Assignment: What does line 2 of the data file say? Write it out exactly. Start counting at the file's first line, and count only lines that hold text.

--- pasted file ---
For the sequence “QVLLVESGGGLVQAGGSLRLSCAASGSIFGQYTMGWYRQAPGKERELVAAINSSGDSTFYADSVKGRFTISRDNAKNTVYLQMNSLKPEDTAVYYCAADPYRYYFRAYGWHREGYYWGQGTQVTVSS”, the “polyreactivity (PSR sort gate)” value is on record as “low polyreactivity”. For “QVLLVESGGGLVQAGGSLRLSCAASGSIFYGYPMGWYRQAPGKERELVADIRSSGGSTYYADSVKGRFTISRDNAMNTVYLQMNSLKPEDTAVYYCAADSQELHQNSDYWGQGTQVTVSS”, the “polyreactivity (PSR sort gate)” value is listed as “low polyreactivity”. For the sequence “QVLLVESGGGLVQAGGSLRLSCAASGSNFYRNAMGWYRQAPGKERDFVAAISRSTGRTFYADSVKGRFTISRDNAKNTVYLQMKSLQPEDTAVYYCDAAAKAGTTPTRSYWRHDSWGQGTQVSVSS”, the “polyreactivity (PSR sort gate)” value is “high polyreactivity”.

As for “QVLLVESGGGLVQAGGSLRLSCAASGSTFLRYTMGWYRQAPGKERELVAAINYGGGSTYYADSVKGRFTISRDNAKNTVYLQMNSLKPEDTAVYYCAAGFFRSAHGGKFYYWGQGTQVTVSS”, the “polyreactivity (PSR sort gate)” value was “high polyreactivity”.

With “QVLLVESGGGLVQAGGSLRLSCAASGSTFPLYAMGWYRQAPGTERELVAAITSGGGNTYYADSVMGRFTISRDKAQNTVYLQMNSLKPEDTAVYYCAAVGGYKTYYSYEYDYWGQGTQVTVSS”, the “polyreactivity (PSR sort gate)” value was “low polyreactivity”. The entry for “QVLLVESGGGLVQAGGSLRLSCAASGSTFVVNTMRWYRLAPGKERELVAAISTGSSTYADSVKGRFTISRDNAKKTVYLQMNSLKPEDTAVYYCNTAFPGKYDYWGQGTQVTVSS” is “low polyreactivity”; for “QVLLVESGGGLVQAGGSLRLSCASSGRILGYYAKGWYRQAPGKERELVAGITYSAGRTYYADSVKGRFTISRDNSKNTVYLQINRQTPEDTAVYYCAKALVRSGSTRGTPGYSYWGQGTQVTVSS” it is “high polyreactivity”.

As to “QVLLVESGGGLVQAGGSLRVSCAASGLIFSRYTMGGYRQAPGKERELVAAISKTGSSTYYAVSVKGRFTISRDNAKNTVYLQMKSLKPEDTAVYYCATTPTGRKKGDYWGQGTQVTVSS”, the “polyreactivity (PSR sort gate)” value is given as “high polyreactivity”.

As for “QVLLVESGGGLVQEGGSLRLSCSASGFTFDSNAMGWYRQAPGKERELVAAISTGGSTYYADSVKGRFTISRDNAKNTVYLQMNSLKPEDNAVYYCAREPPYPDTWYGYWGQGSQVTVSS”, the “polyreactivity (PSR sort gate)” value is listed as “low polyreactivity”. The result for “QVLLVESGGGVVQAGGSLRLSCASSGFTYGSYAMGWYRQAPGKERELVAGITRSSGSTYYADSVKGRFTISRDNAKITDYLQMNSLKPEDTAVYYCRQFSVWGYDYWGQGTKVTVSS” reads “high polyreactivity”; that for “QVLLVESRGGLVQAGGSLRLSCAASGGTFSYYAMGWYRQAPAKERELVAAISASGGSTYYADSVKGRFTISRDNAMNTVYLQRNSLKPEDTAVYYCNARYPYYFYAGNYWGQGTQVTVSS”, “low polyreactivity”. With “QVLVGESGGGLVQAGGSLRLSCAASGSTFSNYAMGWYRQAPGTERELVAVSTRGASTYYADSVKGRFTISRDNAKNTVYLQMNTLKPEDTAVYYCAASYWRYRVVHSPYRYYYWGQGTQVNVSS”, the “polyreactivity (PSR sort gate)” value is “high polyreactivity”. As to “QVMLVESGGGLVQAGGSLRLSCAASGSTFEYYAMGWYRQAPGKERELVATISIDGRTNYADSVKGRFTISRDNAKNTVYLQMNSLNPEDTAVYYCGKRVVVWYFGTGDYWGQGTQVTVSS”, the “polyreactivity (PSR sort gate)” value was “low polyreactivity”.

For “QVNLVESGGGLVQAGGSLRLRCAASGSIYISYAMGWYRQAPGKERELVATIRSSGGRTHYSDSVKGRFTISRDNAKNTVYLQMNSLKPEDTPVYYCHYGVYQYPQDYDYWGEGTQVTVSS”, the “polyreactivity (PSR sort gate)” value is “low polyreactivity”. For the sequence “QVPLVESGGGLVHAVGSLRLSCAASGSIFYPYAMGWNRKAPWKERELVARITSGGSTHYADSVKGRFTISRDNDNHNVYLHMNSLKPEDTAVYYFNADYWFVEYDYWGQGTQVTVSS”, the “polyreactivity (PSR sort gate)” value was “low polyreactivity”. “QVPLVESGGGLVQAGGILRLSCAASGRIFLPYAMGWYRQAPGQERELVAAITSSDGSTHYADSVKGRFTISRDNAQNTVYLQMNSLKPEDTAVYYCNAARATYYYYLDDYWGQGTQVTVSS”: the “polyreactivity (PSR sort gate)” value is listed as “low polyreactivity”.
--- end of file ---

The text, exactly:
As for “QVLLVESGGGLVQAGGSLRLSCAASGSTFLRYTMGWYRQAPGKERELVAAINYGGGSTYYADSVKGRFTISRDNAKNTVYLQMNSLKPEDTAVYYCAAGFFRSAHGGKFYYWGQGTQVTVSS”, the “polyreactivity (PSR sort gate)” value was “high polyreactivity”.